So a plant run without scientists and engineers will be 4.4% less productive. This might be for several reasons, but most likely because off efficiency. Scientists are always trying to figure out a better way to do stuff.
It is good to have empirical evidence to support the value of scientists outside of the labs. Engineers could help improve the entire production and supply chain.
Here is the working paper: NBER Working Paper№23484, “The Effects of Scientists and Engineers on Productivity and Earnings
at the Establishment Where They Work,” June 2017, by Erling Barth, James C. Davis, Richard
B. Freeman, and Andrew J. Wang.
There's several questions that would be interesting to know. All would require a much more careful read of the paper. Why would companies have plants that do not have scientists and engineers? These are outside of the labs where basic research is done.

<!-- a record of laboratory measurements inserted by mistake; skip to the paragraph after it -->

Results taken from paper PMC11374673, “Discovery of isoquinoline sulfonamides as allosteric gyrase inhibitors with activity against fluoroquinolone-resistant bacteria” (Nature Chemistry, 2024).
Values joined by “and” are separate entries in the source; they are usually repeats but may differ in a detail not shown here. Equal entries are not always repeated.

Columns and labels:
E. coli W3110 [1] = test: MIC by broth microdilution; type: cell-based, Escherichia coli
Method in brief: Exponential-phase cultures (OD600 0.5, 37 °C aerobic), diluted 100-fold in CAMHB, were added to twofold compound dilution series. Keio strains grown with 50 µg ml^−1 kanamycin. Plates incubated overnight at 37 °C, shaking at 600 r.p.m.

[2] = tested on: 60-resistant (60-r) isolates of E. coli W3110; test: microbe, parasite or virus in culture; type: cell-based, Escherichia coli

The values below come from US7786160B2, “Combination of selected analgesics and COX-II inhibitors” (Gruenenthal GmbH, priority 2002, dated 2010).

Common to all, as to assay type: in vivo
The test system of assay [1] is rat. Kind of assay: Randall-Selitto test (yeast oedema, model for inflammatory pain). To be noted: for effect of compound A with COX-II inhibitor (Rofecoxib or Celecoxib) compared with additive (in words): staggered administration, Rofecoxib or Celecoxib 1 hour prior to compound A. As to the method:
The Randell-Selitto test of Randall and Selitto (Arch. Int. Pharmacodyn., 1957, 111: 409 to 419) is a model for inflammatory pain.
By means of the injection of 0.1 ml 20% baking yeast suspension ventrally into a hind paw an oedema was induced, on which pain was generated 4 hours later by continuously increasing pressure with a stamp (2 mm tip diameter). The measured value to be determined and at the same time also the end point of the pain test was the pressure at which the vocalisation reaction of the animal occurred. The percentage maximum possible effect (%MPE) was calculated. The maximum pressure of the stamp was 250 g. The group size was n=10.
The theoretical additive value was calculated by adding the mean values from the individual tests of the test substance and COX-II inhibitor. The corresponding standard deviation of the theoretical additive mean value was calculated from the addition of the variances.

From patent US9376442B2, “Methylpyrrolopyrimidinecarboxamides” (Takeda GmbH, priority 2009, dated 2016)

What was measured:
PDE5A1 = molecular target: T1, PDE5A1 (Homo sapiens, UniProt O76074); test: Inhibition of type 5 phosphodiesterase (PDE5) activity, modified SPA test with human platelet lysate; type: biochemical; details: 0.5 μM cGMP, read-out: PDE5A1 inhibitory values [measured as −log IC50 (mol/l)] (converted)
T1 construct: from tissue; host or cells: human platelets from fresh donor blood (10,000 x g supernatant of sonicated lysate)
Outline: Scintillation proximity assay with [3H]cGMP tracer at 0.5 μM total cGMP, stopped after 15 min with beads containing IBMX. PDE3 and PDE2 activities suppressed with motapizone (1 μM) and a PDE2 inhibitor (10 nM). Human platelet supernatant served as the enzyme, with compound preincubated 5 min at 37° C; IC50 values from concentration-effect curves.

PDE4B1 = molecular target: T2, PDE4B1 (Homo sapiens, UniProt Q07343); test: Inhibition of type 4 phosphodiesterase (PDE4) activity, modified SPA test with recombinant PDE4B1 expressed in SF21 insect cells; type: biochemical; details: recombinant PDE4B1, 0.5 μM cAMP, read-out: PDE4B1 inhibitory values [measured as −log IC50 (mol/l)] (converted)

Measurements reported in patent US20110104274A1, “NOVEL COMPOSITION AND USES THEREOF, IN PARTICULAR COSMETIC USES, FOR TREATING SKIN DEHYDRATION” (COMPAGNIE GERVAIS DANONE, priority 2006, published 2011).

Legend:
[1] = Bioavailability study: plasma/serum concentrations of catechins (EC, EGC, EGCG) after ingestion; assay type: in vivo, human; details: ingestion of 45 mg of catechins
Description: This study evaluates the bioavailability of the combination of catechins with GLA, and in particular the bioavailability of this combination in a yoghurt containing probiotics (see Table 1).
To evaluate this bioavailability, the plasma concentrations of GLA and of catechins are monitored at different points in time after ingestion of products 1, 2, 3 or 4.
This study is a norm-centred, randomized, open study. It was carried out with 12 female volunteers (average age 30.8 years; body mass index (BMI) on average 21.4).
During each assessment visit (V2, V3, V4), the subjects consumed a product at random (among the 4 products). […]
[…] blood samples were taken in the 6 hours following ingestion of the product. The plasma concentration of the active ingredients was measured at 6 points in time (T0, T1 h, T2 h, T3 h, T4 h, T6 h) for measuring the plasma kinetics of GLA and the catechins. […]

Hall & Hinkelman (2013) argue that a cross section of the organization would be use starting early in the basic research stage and going all the way through to production. This Enabling Technology Unit (ETU) team would include engineers, scientists and marketing folks. Since they would be working together, it would not make much difference if the scientist/engineer was in the lab or in the factory/plant.
Maybe the ETU approach would offer even more efficiencies than those found by moving some scientists into the plant.
planning, patent commercialization and enduring competitive advantage, Version
2.0. Morrisville, NC: LuLu Press.
Retrieved from: http://www.lulu.com/spotlight/SBPlan
'via Blog this'